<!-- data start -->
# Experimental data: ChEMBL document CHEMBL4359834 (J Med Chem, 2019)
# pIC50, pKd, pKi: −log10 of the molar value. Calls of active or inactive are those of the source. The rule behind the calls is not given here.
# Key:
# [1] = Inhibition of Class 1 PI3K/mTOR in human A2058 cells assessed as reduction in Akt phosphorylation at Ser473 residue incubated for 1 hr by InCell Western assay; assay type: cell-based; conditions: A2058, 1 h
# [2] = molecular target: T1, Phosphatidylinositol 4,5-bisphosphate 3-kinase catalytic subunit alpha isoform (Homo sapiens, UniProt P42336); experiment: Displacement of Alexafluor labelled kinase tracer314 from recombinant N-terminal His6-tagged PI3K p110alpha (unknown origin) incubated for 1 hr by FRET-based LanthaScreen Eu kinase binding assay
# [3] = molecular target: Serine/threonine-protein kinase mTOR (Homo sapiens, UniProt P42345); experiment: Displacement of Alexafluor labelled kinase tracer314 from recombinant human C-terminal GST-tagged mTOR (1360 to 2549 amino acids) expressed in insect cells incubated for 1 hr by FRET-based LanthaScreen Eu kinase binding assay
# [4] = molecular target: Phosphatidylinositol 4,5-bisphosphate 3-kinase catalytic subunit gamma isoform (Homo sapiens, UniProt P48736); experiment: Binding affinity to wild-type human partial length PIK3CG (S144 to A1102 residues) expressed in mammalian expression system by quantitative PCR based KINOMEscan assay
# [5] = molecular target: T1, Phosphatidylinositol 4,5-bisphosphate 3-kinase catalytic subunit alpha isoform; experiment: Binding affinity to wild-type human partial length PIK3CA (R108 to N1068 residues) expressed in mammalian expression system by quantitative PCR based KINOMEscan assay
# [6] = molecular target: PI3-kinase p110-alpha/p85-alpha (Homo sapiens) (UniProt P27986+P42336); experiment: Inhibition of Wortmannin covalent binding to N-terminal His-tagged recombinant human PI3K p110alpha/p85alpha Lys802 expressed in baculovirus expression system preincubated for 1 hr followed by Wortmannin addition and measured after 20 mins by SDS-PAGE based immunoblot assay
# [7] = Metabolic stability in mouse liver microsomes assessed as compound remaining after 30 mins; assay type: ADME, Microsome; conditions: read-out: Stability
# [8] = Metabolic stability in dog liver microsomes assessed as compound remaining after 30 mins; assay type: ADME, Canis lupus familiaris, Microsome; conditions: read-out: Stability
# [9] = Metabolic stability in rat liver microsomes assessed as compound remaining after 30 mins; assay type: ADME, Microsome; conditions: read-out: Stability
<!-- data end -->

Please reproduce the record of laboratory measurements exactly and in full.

# Experimental data: ChEMBL document CHEMBL4359834 (J Med Chem, 2019)
# pIC50, pKd, pKi: −log10 of the molar value. Calls of active or inactive are those of the source. The rule behind the calls is not given here.
# Key:
# [1] = Inhibition of Class 1 PI3K/mTOR in human A2058 cells assessed as reduction in Akt phosphorylation at Ser473 residue incubated for 1 hr by InCell Western assay; assay type: cell-based; conditions: A2058, 1 h
# [2] = molecular target: T1, Phosphatidylinositol 4,5-bisphosphate 3-kinase catalytic subunit alpha isoform (Homo sapiens, UniProt P42336); experiment: Displacement of Alexafluor labelled kinase tracer314 from recombinant N-terminal His6-tagged PI3K p110alpha (unknown origin) incubated for 1 hr by FRET-based LanthaScreen Eu kinase binding assay
# [3] = molecular target: Serine/threonine-protein kinase mTOR (Homo sapiens, UniProt P42345); experiment: Displacement of Alexafluor labelled kinase tracer314 from recombinant human C-terminal GST-tagged mTOR (1360 to 2549 amino acids) expressed in insect cells incubated for 1 hr by FRET-based LanthaScreen Eu kinase binding assay
# [4] = molecular target: Phosphatidylinositol 4,5-bisphosphate 3-kinase catalytic subunit gamma isoform (Homo sapiens, UniProt P48736); experiment: Binding affinity to wild-type human partial length PIK3CG (S144 to A1102 residues) expressed in mammalian expression system by quantitative PCR based KINOMEscan assay
# [5] = molecular target: T1, Phosphatidylinositol 4,5-bisphosphate 3-kinase catalytic subunit alpha isoform; experiment: Binding affinity to wild-type human partial length PIK3CA (R108 to N1068 residues) expressed in mammalian expression system by quantitative PCR based KINOMEscan assay
# [6] = molecular target: PI3-kinase p110-alpha/p85-alpha (Homo sapiens) (UniProt P27986+P42336); experiment: Inhibition of Wortmannin covalent binding to N-terminal His-tagged recombinant human PI3K p110alpha/p85alpha Lys802 expressed in baculovirus expression system preincubated for 1 hr followed by Wortmannin addition and measured after 20 mins by SDS-PAGE based immunoblot assay
# [7] = Metabolic stability in mouse liver microsomes assessed as compound remaining after 30 mins; assay type: ADME, Microsome; conditions: read-out: Stability
# [8] = Metabolic stability in dog liver microsomes assessed as compound remaining after 30 mins; assay type: ADME, Canis lupus familiaris, Microsome; conditions: read-out: Stability
# [9] = Metabolic stability in rat liver microsomes assessed as compound remaining after 30 mins; assay type: ADME, Microsome; conditions: read-out: Stability